Denaturation and Protein Folding (OpenStax Biology 2e)
Each protein has its own unique sequence and shape that chemical interactions hold together. If the protein is subject to changes in temperature, pH, or exposure to chemicals, the protein structure may change, losing its shape without losing its primary sequence in what scientists call denaturation. Denaturation is often reversible because the polypeptide’s primary structure is conserved in the process if the denaturing agent is removed, allowing the protein to resume its function. Sometimes denaturation is irreversible, leading to loss of function. One example of irreversible protein denaturation is frying an egg. The albumin protein in the liquid egg white denatures when placed in a hot pan. Not all proteins denature at high temperatures. For instance, bacteria that survive in hot springs have proteins that function at temperatures close to boiling. The stomach is also very acidic, has a low pH, and denatures proteins as part of the digestion process; however, the stomach’s digestive enzymes retain their activity under these conditions.
Protein folding is critical to its function. Scientists originally thought that the proteins themselves were responsible for the folding process. Only recently researchers discovered that often they receive assistance in the folding process from protein helpers, or chaperones (or chaperonins) that associate with the target protein during the folding process. They act by preventing polypeptide aggregation that comprise the complete protein structure, and they disassociate from the protein once the target protein is folded.– What is the state in which proteins are properly folded and/or assembled that makes it operative and functional?
A classic example of denaturing in proteins comes from egg whites, which are typically largely egg albumins in water. Fresh from the eggs, egg whites are transparent and liquid. Cooking the thermally unstable whites turns them opaque, forming an interconnected solid mass. The same transformation can be effected with a denaturing chemical. Pouring egg whites into a beaker of acetone will also turn egg whites translucent and solid.
Clark, M., Douglas, M., Choi, J. Biology 2e. Houston, Texas: OpenStax. Access for free at: https://openstax.org/details/books/biology-2e
Date Published: April 9, 2012 Publisher: Public Library of Science Author(s): Enrique Hernández-Lemus, Luz Adriana Nicasio-Collazo, Ramón Castañeda-Priego, Alejandro Raul Hernandez Montoya. http://doi.org/10.1371/journal.pone.0033789 Abstract: In the past, a great deal of attention has been drawn to thermal driven denaturation processes. In recent years, however, the discovery of stress-induced denaturation, observed at the one-molecule level, has revealed … Continue reading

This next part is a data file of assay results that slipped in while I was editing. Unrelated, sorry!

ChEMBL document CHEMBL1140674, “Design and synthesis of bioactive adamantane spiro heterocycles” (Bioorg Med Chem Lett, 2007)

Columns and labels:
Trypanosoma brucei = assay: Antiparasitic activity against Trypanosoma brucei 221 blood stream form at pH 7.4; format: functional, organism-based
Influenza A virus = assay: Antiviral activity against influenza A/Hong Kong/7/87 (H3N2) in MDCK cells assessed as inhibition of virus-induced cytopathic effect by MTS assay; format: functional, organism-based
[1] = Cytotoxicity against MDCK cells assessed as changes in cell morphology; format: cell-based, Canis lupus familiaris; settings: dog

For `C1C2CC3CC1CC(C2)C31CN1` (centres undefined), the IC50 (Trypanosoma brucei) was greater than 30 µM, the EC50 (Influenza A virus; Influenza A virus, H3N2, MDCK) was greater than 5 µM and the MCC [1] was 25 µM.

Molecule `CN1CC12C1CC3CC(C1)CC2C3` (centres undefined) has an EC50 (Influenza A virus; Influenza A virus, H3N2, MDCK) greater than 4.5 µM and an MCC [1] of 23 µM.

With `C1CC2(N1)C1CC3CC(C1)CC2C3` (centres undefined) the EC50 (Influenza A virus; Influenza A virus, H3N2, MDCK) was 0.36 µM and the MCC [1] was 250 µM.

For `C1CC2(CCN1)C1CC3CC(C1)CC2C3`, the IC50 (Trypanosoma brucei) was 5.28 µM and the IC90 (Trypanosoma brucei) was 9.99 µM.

Date Published: April 20, 2017 Publisher: Public Library of Science Author(s): Aldona Jelińska, Anna Zagożdżon, Marcin Górecki, Agnieszka Wisniewska, Jadwiga Frelek, Robert Holyst, Eugene A. Permyakov. http://doi.org/10.1371/journal.pone.0175838 Abstract: We showed that the Taylor Dispersion Analysis (TDA) is a fast and easy to use method for the study of denaturation proteins. We applied TDA to study … Continue reading
Date Published: April 21, 2016 Publisher: Public Library of Science Author(s): Vera A. Borzova, Kira A. Markossian, Natalia A. Chebotareva, Sergey Yu. Kleymenov, Nikolay B. Poliansky, Konstantin O. Muranov, Vita A. Stein-Margolina, Vladimir V. Shubin, Denis I. Markov, Boris I. Kurganov, Eugene A. Permyakov. http://doi.org/10.1371/journal.pone.0153495 Abstract: Thermal aggregation of bovine serum albumin (BSA) has been … Continue reading
Date Published: July 21, 2015 Publisher: Public Library of Science Author(s): Andrea Pica, Giuseppe Graziano, Piero Andrea Temussi. http://doi.org/10.1371/journal.pone.0133550 Abstract: Both sodium chloride and sodium sulfate are able to stabilize yeast frataxin, causing an overall increase of its thermodynamic stability curve, with a decrease in the cold denaturation temperature and an increase in the hot … Continue reading
Date Published: November 14, 2008 Publisher: Public Library of Science Author(s): Martin C. Stumpe, Helmut Grubmüller, Vijay S. Pande Abstract: Urea-induced protein denaturation is widely used to study protein folding and stability; however, the molecular mechanism and driving forces of this process are not yet fully understood. In particular, it is unclear whether either hydrophobic … Continue reading